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It Cuts Both Ways

You can't have it both ways and it appears that some in IBM want to have it both ways. IBM historically have enjoyed benchmarketing and have historically kicked EMC for not submitting Symmetrix for SPC. EMC have responded that customers don't run SPC as a workload and it does not realistically reflect a true customer workload. At which point the whole storage industry blows a raspberry and calls them chicken.

But read this comment from StorageBuddhist on my blog entry 'Wither XIV'

"The closest you will get to an XIV benchmark is probably my blog post from April but being a non-trad box, XIV has a very non-trad performance profile. We recently heard from a customer who has got more than 100,000 IOPs out of their XIV in the course of normal business duties – something I had previously assumed was only possible in the labs." 

I'm trying to work out what he is saying; is he saying that XIV is only suited for non-traditional workloads?  Why won't IBM publish standardised benchmarks for XIV, they do for everything else they ship? If they could find a way of benchmarking the free pens they hand out, they would! I know he doesn't mention SPC but that's the standard benchmark for storage that IBM support.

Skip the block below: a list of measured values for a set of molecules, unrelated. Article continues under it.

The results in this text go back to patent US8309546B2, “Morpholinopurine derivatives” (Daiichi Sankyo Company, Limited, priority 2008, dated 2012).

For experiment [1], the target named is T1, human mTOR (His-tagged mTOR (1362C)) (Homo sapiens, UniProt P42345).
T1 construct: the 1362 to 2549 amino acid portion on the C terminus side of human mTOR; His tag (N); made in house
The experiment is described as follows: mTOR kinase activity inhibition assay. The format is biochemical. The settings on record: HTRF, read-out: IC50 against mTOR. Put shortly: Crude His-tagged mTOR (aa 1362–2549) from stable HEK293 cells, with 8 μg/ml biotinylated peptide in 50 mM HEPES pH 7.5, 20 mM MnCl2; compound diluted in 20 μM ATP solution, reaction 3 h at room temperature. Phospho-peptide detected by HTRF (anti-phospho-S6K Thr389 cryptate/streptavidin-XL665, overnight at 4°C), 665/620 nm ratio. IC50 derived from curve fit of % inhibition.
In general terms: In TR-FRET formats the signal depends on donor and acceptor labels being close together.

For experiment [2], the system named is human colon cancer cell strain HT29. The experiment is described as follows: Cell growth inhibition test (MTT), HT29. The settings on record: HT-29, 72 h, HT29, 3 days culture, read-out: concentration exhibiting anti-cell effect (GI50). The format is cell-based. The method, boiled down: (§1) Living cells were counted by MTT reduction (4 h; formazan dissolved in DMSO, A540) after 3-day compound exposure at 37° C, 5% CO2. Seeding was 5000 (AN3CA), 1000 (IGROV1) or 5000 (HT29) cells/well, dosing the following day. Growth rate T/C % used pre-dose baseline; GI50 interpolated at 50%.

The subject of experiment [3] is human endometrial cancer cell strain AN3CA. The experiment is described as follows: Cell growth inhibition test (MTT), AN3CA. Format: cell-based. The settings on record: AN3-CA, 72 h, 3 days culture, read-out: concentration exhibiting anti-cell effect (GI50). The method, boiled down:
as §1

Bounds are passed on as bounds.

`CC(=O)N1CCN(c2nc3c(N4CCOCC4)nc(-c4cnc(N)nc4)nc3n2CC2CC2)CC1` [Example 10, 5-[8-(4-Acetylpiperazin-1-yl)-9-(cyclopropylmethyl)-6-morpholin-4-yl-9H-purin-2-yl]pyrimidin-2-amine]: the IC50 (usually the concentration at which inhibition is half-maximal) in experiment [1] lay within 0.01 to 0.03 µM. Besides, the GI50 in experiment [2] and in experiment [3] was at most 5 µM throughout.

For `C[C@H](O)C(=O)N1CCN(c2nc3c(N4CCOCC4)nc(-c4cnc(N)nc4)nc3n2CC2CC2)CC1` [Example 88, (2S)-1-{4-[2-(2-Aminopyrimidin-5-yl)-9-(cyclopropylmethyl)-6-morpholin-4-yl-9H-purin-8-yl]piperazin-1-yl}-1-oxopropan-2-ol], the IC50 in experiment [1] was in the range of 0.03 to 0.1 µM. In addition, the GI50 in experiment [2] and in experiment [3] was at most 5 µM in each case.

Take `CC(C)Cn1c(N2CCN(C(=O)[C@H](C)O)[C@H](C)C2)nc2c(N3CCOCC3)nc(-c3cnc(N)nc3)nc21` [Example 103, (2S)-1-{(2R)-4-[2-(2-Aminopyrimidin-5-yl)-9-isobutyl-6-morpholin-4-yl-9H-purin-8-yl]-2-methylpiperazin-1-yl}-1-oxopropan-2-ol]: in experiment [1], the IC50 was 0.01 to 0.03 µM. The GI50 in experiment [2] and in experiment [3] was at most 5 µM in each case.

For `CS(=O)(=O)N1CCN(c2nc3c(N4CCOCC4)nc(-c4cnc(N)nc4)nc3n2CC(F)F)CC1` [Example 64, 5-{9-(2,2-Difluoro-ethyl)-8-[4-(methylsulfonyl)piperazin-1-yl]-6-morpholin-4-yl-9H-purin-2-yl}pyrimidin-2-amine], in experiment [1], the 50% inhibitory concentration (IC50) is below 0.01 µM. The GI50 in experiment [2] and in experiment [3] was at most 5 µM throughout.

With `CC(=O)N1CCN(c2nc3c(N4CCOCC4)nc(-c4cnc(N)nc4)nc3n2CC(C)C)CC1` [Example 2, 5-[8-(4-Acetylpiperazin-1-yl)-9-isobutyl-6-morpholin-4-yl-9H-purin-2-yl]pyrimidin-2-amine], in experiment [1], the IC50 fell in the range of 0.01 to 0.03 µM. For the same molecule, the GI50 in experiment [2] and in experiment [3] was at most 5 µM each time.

You can't call EMC out for not submitting their arrays to SPC and then not submit one of your own because you know it will perform poorly.

Either SPC is a valid storage benchmark or it's not! Or perhaps XIV is only good for running some workloads? You see if that is the case then no matter how simple it is to manage; it does mean that to cover all my workloads, I am going to need multiple types of array and that builds in complexity to the environment. And at that point, does not much of XIV's selling point go down the toilet? I will still need a traditional storage team to tune and manage those applications which need a traditional array to perform and don't only perform well when run from cache. 

Do I think EMC should submit their arrays to SPC; actually, I do. Do I think IBM should submit all their arrays to SPC and not cherry-pick which they do, abso-blooming-lutely I do. Or IBM should come very clean as to what applications those arrays they do not submit to SPC are not suited for. If they do not, they call the whole validity of the SPC into question.  


  1. Chuck Hollis says:

    Hi Martin
    For me, the real question is why should EMC — as a market leader in storage — endorse a benchmark we believe is entirely substandard and misleading?